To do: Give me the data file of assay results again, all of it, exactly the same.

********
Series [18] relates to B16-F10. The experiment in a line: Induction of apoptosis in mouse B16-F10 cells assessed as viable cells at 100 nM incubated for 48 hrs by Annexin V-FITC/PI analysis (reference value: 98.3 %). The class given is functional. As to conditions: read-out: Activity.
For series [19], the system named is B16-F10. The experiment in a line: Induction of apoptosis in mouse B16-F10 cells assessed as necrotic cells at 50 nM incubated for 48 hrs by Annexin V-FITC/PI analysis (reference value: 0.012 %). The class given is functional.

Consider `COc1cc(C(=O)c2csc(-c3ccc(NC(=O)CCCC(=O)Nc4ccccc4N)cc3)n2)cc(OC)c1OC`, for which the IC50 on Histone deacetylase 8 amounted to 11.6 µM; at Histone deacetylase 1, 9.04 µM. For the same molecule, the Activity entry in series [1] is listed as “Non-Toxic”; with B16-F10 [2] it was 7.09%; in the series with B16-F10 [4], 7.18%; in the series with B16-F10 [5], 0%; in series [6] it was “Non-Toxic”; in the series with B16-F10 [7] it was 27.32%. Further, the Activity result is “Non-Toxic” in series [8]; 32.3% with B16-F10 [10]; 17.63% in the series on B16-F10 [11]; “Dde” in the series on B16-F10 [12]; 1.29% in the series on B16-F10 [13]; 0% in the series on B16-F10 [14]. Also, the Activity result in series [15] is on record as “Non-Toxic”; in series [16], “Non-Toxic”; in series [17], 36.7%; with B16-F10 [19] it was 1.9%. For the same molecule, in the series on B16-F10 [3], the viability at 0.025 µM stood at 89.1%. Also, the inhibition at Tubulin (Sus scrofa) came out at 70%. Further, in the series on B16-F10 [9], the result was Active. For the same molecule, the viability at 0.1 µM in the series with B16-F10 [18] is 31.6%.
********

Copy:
Series [18] relates to B16-F10. The experiment in a line: Induction of apoptosis in mouse B16-F10 cells assessed as viable cells at 100 nM incubated for 48 hrs by Annexin V-FITC/PI analysis (reference value: 98.3 %). The class given is functional. As to conditions: read-out: Activity.
For series [19], the system named is B16-F10. The experiment in a line: Induction of apoptosis in mouse B16-F10 cells assessed as necrotic cells at 50 nM incubated for 48 hrs by Annexin V-FITC/PI analysis (reference value: 0.012 %). The class given is functional.

Consider `COc1cc(C(=O)c2csc(-c3ccc(NC(=O)CCCC(=O)Nc4ccccc4N)cc3)n2)cc(OC)c1OC`, for which the IC50 on Histone deacetylase 8 amounted to 11.6 µM; at Histone deacetylase 1, 9.04 µM. For the same molecule, the Activity entry in series [1] is listed as “Non-Toxic”; with B16-F10 [2] it was 7.09%; in the series with B16-F10 [4], 7.18%; in the series with B16-F10 [5], 0%; in series [6] it was “Non-Toxic”; in the series with B16-F10 [7] it was 27.32%. Further, the Activity result is “Non-Toxic” in series [8]; 32.3% with B16-F10 [10]; 17.63% in the series on B16-F10 [11]; “Dde” in the series on B16-F10 [12]; 1.29% in the series on B16-F10 [13]; 0% in the series on B16-F10 [14]. Also, the Activity result in series [15] is on record as “Non-Toxic”; in series [16], “Non-Toxic”; in series [17], 36.7%; with B16-F10 [19] it was 1.9%. For the same molecule, in the series on B16-F10 [3], the viability at 0.025 µM stood at 89.1%. Also, the inhibition at Tubulin (Sus scrofa) came out at 70%. Further, in the series on B16-F10 [9], the result was Active. For the same molecule, the viability at 0.1 µM in the series with B16-F10 [18] is 31.6%.